At least seven men of the Piland family served in the Home Guard during the Civil War. They not only protected their own property but also that of their neighbors. Capt. William J. Piland commanded the 46th Regiment of the Missouri Volunteer Infantry. In a letter from “Davis Mills, Ozark County” dated Feb. 17, 1865, Captain Piland wrote to his superior, General Sanborn, asking for guidance on how to deal with marauders in the area.
The general’s reply to Piland, as often is the case between generals and captains, was short and sweet: “You are stationed in that section of country to preserve order and protect the persons and property of all living there, and will not fail to do everything necessary to accomplish these results,” Sanborn replied. “Dispose of all robbers in the most summary manner.”
Piland followed the general’s orders, and one can understand why Jane Duckworth might have felt safe at Otter Creek.
The Civil War ended, and Jane married W. B. Ely in 1894. Jane died in 1909 and is buried in the Duckworth Cemetery, a serene spot near Otter Creek.
The Salt Road north from Piland’s Store (now Thornfield) was slightly less dramatic than its passage through southern Ozark County, but fords were still necessary. The road continued to follow the Little North Fork about 4 miles to the fork where the community of Benner was established in 1898. In 1910, Benner was renamed Toledo. Little remains of the community there today. Most of the land in that area is now part of the Mark Twain National Forest. There the main stream of Little North Fork flowed in from the east, originating in the area where Squires was later founded. A smaller branch entered from the northwest, which was, of course, the direction McClurg headed. That route is followed today by County Road 945, which takes the most direct route to the Douglas County line and the present community of Smallett, some 6 miles northwest.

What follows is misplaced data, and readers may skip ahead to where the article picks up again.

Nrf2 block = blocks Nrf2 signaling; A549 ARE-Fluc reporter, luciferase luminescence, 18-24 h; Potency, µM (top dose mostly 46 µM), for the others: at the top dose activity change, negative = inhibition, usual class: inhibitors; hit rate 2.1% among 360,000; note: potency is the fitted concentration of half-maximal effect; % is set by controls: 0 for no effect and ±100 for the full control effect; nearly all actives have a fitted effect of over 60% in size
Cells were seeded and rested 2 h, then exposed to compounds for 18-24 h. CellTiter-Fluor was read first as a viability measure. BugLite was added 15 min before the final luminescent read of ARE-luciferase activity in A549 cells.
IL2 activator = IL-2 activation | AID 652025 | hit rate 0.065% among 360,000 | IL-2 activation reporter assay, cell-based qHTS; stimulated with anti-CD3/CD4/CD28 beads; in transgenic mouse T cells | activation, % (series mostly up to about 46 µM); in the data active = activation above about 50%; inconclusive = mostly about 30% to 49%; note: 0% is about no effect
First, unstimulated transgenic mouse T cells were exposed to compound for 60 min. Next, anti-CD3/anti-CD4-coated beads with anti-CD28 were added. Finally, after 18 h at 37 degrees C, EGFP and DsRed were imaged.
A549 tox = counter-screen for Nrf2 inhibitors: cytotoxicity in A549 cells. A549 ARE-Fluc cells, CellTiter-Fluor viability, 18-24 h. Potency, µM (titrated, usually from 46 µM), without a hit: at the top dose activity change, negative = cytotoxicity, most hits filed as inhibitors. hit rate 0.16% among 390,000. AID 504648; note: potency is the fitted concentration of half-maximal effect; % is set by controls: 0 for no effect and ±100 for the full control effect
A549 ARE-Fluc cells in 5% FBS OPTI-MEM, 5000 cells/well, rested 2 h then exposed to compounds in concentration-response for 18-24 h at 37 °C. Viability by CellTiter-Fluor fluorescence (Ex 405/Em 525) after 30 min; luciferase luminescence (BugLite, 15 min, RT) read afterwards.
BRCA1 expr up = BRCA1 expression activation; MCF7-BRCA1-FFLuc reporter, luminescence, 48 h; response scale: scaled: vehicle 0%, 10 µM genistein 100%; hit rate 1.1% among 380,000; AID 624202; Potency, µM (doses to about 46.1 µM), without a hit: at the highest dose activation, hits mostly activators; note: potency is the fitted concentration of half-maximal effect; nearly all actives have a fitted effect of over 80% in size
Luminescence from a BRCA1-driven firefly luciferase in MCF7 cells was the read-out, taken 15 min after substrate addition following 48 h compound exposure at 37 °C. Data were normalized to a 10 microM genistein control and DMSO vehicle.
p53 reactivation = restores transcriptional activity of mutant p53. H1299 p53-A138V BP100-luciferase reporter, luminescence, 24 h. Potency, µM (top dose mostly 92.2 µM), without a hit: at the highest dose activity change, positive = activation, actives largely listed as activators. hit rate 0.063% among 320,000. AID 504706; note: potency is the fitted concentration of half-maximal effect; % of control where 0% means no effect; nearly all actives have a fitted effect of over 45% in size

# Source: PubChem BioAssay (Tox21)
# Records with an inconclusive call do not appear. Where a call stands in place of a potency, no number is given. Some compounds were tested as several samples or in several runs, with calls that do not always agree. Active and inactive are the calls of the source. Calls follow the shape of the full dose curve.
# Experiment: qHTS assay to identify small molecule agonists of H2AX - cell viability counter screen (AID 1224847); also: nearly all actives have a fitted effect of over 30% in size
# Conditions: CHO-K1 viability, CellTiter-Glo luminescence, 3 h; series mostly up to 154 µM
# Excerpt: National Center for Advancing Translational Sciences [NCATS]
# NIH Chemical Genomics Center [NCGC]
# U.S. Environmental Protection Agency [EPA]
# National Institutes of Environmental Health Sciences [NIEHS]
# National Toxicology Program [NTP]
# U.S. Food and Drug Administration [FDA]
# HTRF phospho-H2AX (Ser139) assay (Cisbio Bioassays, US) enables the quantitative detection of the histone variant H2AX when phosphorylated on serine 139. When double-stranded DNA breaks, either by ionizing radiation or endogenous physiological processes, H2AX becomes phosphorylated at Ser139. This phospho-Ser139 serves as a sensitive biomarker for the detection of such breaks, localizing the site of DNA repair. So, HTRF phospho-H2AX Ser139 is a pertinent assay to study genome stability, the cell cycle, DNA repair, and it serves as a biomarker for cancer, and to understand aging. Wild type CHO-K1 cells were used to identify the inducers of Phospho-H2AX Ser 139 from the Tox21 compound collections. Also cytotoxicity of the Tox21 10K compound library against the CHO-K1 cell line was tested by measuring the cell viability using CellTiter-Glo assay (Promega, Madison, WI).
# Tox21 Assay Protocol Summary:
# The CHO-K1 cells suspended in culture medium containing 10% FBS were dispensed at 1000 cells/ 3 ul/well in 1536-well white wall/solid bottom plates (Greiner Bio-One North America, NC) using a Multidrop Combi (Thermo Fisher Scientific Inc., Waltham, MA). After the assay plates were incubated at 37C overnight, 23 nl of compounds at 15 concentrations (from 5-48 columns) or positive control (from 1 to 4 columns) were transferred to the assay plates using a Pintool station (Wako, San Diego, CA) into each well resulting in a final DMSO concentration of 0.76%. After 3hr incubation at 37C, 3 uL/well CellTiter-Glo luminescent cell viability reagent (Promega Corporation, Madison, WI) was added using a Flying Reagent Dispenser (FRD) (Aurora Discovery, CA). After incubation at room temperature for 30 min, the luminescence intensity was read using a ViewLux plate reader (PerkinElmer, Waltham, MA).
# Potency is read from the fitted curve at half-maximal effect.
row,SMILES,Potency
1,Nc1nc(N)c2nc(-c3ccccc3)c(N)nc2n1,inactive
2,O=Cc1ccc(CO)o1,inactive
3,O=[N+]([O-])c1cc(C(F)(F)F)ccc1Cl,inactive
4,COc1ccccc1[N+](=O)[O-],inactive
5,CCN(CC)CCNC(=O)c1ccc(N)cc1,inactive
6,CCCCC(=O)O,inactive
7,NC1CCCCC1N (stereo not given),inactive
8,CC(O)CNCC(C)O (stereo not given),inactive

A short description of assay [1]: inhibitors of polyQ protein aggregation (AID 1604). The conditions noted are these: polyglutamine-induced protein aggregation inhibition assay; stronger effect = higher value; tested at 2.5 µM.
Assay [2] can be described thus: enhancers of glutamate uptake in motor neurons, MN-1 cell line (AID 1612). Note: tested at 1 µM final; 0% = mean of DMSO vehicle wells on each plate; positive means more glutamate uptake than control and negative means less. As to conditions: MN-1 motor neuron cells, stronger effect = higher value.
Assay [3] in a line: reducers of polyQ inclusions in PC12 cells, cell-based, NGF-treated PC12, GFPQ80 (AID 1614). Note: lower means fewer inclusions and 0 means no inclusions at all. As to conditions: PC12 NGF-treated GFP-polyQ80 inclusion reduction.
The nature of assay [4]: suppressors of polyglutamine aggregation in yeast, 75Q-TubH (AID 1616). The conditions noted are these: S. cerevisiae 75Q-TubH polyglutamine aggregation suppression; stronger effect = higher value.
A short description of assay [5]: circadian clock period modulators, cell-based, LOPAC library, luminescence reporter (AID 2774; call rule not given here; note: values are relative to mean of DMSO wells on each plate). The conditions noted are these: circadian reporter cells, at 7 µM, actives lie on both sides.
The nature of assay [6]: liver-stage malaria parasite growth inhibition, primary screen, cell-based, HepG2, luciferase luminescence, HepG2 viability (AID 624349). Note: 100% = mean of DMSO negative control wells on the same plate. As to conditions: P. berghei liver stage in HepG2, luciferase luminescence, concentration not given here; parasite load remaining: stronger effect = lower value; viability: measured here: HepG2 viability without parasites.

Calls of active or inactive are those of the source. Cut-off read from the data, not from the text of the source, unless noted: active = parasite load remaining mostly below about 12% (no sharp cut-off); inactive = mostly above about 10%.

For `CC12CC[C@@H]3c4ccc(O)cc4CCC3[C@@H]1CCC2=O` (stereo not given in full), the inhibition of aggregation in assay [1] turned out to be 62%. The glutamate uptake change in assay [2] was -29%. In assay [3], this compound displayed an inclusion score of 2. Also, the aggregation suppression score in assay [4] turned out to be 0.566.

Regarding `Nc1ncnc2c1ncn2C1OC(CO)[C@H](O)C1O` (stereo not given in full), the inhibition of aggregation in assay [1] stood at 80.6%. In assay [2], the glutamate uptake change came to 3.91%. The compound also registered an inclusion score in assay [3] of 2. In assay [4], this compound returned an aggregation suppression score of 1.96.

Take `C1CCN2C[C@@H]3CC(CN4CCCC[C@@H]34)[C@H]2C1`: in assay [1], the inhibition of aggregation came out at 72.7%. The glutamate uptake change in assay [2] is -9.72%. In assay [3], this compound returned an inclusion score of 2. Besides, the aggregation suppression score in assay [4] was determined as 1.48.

In Douglas County, the Salt Road passed from Smallett to Red Bank and then northward along what is now O Highway to Dogwood. There it turned west toward Sparta along current State Highway 14.
It passed north of Ozark in Christian County and went by the Kenton post office (now the community of Linden) before reaching White Oak Grove (now Rogersville) and finally reaching Springfield.
Traveling this road was an arduous journey, to say the least, but few roads competed with it until near the end of the 19th century. It was still in use when Joseph McClurg died on Dec. 2, 1900, and many sections of that pioneer road became the foundation for later roads we travel every day.
In 1861, McClurg served as a colonel in the Union Army, commanding the 8th Missouri Volunteer Cavalry. Ironically, Confederate forces frequently used his Salt Road during the Civil War to attack Union forces in Missouri. He was elected to the U.S. Congress in 1862 and then was elected as Missouri’s 19th governor in 1869. He spent his final years as a civil servant in Springfield, registering Homestead Act transactions throughout the Ozarks. He was buried in the Lebanon City Cemetery, where his grave is marked by an impressive monument to his life and work.